The Arena, Ottawa

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The Arena
View of Arena and Laurier Avenue, circa 1910
Location Laurier Avenue at the Canal, Ottawa, Ontario, Canada
Coordinates 45°25′20″N 75°41′31″W / 45.422221°N 75.692024°W / 45.422221; -75.692024Coordinates: 45°25′20″N 75°41′31″W / 45.422221°N 75.692024°W / 45.422221; -75.692024
Broke ground 1907
Opened January 11, 1908
Demolished 1927
Surface natural ice
Capacity 4,500, 7,000 (temporary)
Tenants
Ottawa Hockey Club (ECAHA / NHA / NHL)
(1908-1923)

The Arena, also known as Dey's Arena was an arena for ice hockey located in Ottawa, Ontario, Canada. It was the home of the Ottawa Hockey Club from 1908 to 1923. It was the third in a series of ice hockey venues built by the Dey family of Ottawa. At the time of its building, it was Canada's largest arena.

History[edit]

The arena was built in 1907 and was built because audiences for hockey matches had out-grown the previous arena, known as Dey's Rink or Dey's Arena. The spectator capacity was 7,000, of which 2,500 was standing room. 'The Arena', as it was called,[1] was built on leased land at Laurier Avenue at the Rideau Canal, on the location of today's Confederation Park, near the current Ottawa city hall. This is very close to the location of the first Dey's Rink, which was located on the opposite bank of the Canal. It is also close to the location of the Royal Rink at 28 Slater, which was where the Ottawa Hockey Club first practised in 1883. The land for The Arena was leased from landowner Esther Sherwood for the rate of $166.66 per month, for twenty years.[2]

The Arena opened on January 11, 1908 for a game between Ottawa and the Montreal Wanderers, the top rivalry of the day. The last Senators game at the arena was held on March 10, 1923, after which the team moved to the Ottawa Auditorium. The Ottawa Auditorium was also built by the Deys, who were part owners of the Ottawa Senators. This third rink was torn down by the federal government at the end of the lease in 1927 to make way for the ceremonial 'Driveway' improvement project along the Rideau Canal.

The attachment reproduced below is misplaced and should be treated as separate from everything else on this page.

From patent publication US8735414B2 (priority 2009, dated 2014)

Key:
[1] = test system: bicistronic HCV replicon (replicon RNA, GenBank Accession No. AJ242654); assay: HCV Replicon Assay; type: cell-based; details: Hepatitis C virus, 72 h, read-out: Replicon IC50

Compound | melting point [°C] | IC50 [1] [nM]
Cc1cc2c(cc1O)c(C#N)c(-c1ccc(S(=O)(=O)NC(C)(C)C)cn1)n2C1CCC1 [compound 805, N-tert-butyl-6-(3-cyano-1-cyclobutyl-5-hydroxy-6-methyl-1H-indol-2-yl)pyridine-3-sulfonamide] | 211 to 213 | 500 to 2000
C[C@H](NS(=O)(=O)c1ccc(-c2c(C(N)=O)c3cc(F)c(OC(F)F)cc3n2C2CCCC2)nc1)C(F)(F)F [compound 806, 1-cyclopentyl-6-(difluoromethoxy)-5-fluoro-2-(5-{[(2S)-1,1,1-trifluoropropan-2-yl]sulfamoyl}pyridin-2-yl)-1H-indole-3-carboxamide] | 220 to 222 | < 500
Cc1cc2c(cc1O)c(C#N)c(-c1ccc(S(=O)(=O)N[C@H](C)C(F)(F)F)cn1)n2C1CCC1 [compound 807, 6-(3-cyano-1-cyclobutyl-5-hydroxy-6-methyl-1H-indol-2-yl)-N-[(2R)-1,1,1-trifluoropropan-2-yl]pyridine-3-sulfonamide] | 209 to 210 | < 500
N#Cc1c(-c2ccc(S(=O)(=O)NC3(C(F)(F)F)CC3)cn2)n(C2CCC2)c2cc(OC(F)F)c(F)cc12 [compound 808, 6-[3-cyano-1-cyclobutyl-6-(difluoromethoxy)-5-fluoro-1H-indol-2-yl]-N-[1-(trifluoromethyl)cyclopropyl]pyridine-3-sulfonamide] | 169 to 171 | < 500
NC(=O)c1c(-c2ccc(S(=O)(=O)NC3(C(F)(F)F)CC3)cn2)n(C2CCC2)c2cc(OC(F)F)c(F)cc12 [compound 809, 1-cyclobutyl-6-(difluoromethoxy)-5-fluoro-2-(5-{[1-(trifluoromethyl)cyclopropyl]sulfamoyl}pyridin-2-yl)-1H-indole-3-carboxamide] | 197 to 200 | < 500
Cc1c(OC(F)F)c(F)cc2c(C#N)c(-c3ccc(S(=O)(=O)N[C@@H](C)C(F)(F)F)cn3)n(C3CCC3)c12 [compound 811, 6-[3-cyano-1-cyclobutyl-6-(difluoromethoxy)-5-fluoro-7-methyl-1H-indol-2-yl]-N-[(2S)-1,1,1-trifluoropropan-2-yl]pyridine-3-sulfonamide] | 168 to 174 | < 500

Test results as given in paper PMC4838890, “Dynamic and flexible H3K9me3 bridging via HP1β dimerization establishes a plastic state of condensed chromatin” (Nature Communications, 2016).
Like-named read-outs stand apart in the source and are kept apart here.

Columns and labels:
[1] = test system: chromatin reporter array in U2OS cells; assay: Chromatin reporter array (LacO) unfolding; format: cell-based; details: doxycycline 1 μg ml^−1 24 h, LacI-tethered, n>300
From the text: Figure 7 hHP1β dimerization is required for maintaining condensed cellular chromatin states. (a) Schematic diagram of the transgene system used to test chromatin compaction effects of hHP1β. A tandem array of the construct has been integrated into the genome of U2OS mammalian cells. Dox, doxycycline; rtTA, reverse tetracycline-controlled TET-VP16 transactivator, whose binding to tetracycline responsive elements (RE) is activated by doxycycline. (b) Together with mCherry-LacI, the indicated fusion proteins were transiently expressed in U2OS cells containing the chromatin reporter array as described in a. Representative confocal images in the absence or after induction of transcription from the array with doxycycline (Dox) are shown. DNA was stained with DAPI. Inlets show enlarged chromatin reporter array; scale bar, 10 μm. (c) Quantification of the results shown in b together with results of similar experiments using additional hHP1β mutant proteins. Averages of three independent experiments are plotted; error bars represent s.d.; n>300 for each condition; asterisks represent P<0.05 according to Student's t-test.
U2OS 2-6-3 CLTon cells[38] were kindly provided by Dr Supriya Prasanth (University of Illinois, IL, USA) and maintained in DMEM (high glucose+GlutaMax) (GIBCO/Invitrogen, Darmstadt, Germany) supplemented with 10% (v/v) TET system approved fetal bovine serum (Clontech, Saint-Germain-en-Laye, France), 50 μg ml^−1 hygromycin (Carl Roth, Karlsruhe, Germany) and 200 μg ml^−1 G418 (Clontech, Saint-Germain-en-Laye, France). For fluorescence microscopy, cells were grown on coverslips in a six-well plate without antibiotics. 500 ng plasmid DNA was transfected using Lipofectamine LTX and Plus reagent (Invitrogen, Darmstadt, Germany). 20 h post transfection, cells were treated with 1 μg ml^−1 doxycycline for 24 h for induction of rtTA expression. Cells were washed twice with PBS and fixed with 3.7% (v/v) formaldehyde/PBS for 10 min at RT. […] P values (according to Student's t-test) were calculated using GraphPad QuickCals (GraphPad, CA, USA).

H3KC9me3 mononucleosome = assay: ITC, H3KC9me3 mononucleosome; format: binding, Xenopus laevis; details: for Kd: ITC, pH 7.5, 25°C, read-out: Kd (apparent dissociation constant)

The Arena was used for the sports of ice skating and figure skating as well as hockey. The 1912 Canadian Figure Skating Championships were held in February 1912 at the Arena.[3]

The Arena hosted the 1910 and 1911 Stanley Cup challenges, and the 1920 Stanley Cup Finals, all won by the Ottawa Senators. (The 1921 and 1923 Ottawa Stanley Cup wins were won out west.)

Building[edit]

The Arena was a large improvement internally from the previous Dey Arena. The dressing rooms, rest rooms, smoking rooms and lobby were steam-heated. The main doors were on Laurier Avenue, and a north entrance existed onto Slater Street, which at the time extended to the Canal.[4] The exterior was simple, and did not meet Sherwood's lease criteria of a 'worthy architectural feature' of Ottawa. At its building, it was the largest ice arena in Canada.[5]

Ice surface[edit]

The Arena ice surface (natural) was unusually shaped. Both ends are curved, with no straight sections behind the net. This design was passed along to the successor Ottawa Auditorium ice surface design.[6]

References[edit]

  • Kitchen, Paul (1993). Dey Brothers rinks were home to the Senators. Bytown Pamphlet series; 46. Ottawa, Ontario: Ottawa Historical Society. ISBN 0-920960-46-4. OCLC 29312605. 
  • MacGregor, Roy (January 14, 1996). "The long road to the Palladium". Ottawa Citizen. pp. pg. E3. 
Notes
  1. ^ Might Directories (1909). The Ottawa City Directory 1909. Might Directories Limited. pp. pg. 26. 
  2. ^ Kitchen(1993), p. 10
  3. ^ "Canadian Figure Skating Championships". Toronto Star. 1912-02-13. p. pg.13. 
  4. ^ Kitchen(1993), pg. 9
  5. ^ Kitchen(1993), pg. 8
  6. ^ Kitchen(1993), pg. 13

See also[edit]

External links[edit]

Preceded by
Dey's Skating Rink
Home of the
Ottawa Hockey Club

1908–1923
Succeeded by
Ottawa Auditorium